The idea for this post came from seeing a man sporting a hanky hat and coincidentally the word "kerchief" came from two French words: couvrir, which means “to cover,” and chef, which means “head.”
By the 16th century the kerchief had become known as the handkerchief.
The Romans waved handkerchiefs in the air at public games, and the drop of a hankie would signal the beginning of the chariot races. The medieval knight would tie a lady’s handkerchief to the back of his helmet as a good luck talisman when jousting.
Handkerchiefs appeared in Shakespearian plays – Cymbeline, As You Like It, and most memorably Othello, in which a misunderstanding over a handkerchief caused Othello to kill his wife and then himself.
Handkerchiefs were listed in dowries and bequeathed in wills. The loss of a handkerchief was found recorded in publications as far back as 1665.
In Persia, they were considered a sign of nobility and were reserved for kings. Aristocrats sitting for their portraits would request that a handkerchief be included in the picture, the more embellished the better, to indicate their status and position.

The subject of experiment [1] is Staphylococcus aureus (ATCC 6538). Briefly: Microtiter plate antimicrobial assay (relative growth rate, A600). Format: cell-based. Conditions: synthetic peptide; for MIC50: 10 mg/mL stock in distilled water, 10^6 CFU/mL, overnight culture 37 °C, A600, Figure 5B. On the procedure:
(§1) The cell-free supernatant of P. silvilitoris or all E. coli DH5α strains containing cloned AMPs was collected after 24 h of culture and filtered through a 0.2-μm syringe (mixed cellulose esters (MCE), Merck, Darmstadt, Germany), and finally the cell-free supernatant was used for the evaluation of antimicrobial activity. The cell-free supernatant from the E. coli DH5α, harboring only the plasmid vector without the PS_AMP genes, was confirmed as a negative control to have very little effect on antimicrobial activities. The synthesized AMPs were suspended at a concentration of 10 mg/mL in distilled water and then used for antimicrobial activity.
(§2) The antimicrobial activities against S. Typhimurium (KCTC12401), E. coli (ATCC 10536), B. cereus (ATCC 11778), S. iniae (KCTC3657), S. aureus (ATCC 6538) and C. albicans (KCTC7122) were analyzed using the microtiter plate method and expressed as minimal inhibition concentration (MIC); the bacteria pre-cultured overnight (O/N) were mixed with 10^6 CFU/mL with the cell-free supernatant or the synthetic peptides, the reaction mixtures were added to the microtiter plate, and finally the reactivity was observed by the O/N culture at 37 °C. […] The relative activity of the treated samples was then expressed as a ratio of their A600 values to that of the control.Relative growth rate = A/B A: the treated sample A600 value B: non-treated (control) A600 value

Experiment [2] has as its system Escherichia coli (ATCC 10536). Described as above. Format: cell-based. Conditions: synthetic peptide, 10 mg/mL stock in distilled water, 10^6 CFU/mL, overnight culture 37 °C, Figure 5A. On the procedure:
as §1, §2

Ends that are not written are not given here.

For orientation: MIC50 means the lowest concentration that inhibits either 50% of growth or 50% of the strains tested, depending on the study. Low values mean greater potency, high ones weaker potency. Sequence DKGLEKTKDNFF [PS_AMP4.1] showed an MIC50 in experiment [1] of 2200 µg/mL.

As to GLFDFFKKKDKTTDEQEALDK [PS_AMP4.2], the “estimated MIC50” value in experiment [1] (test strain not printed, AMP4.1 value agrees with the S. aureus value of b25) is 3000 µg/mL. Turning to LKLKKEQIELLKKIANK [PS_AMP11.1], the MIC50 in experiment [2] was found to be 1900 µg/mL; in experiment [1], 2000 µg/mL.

The nobles of France began sporting handkerchiefs in the 14th century. These handkerchiefs were items of great beauty - made of silk, often heavily embroidered and were found in many shapes, including circles and triangles. Often these handkerchiefs were scented as protection from the smells resulting from a lack of regular baths and working toilets.
Considered a symbol of wealth, handkerchiefs became larger and larger, until, in 1785 Louis XVI issued a decree prohibiting anyone from carrying a handkerchief larger than his.
The handkerchief was used as a way to flirt. It was said that Queen Elizabeth I, who carried handkerchiefs embroidered with gold and silver thread, created a whole vocabulary of hankie gestures for dealing with her staff.
In addition to carrying for practical purposes, handkerchiefs have long been displayed in the top pocket of men's jackets. Used in this way, they are referred to as a pocket handkerchief or pocket square.
As a visible fashion item there are a wide variety of ways to fold a pocket square, ranging from the austere to the flamboyant.
During the depression in the 1930's, a handkerchief was often the only new item a woman could afford enhance her wardrobe. A woman would “change” her outfit by changing her hankie.